Why are there so few children’s books set in the suburbs?
Once upon a time, there were four little rabbits, and their names were Flopsy, Mopsy, Cottontail and Peter. They lived with their mother in a sandbank underneath the root of a very big fir tree. One day, their mother dropped them off at soccer practice and picked them up promptly afterward. When they got home, they all had bread and milk and blackberries.
That is roughly how the classic Beatrix Potter story from 1902 would go if it had been set in the American suburbs. But even if Potter hadn’t set her books in England’s Lake District, she would never have chosen a suburban setting. The suburbs kill the narrative adventure that is the lifeblood of children’s literature.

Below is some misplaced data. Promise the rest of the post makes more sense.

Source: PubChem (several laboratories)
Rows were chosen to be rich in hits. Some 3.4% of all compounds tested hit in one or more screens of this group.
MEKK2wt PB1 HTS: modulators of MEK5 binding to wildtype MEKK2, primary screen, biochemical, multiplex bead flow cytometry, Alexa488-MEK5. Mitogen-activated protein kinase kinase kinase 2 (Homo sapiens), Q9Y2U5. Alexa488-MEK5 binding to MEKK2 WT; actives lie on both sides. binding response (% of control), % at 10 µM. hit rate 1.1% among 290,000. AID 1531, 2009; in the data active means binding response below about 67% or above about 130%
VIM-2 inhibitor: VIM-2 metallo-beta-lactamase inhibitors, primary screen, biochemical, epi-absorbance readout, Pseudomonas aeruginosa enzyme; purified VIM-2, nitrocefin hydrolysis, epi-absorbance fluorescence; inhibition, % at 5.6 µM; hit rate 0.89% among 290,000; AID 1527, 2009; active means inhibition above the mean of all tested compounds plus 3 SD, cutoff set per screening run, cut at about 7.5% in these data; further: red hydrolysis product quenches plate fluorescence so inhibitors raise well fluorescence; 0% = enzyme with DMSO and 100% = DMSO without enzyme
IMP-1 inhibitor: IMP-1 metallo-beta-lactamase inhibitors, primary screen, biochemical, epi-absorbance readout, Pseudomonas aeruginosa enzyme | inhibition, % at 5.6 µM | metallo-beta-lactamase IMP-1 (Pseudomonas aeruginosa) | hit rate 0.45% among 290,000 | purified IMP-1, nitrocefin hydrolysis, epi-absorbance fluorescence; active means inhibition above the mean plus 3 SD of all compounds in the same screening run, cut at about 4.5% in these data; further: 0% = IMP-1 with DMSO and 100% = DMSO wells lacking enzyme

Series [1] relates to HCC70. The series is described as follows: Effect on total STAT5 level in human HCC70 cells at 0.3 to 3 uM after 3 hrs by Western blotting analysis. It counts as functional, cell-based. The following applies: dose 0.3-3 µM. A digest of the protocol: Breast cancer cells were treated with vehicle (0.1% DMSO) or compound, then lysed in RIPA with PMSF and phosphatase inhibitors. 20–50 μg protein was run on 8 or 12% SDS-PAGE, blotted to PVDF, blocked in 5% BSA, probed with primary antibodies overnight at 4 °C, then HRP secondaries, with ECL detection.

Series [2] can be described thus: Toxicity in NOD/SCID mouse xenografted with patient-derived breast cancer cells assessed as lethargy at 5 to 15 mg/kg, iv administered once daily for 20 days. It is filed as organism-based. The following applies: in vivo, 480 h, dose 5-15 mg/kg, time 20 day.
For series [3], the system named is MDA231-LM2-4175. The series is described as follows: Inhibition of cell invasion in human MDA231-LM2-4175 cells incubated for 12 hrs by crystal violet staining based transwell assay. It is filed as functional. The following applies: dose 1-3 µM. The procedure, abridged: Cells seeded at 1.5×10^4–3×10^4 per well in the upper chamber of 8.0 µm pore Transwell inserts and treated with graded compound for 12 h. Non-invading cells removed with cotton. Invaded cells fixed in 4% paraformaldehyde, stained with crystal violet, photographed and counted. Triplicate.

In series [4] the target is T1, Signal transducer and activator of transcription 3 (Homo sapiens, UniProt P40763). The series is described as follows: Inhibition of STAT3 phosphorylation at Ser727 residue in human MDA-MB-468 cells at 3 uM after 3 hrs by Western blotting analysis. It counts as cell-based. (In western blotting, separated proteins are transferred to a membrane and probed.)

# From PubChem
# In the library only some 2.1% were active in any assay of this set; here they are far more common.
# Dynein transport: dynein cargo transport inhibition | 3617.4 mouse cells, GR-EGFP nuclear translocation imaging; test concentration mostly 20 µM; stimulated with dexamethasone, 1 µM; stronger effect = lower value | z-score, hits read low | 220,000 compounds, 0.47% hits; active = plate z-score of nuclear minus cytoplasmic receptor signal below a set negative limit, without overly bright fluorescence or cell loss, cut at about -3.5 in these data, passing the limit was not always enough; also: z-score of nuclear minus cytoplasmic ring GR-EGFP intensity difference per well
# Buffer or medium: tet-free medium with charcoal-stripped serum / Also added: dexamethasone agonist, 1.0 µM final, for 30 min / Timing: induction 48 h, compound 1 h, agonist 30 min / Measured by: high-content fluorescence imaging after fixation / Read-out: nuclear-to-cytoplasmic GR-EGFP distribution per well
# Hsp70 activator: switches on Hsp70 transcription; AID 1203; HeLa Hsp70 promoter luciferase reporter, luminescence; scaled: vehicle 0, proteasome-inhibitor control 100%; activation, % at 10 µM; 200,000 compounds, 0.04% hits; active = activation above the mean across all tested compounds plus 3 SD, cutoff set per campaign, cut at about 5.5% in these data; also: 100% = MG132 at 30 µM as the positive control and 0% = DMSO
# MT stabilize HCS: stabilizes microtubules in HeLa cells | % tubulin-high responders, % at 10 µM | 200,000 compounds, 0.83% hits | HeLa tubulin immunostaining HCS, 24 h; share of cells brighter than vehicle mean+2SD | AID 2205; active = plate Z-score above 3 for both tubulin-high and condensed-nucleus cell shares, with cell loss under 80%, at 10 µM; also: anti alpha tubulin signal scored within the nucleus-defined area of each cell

Reading picture books to my children over the past 10 years, I’ve noticed how many of the stories shun a suburban setting. This is no accident: the tales that most grip the imagination of children (and adults), with few exceptions, require rural or urban locations for their drama and vitality.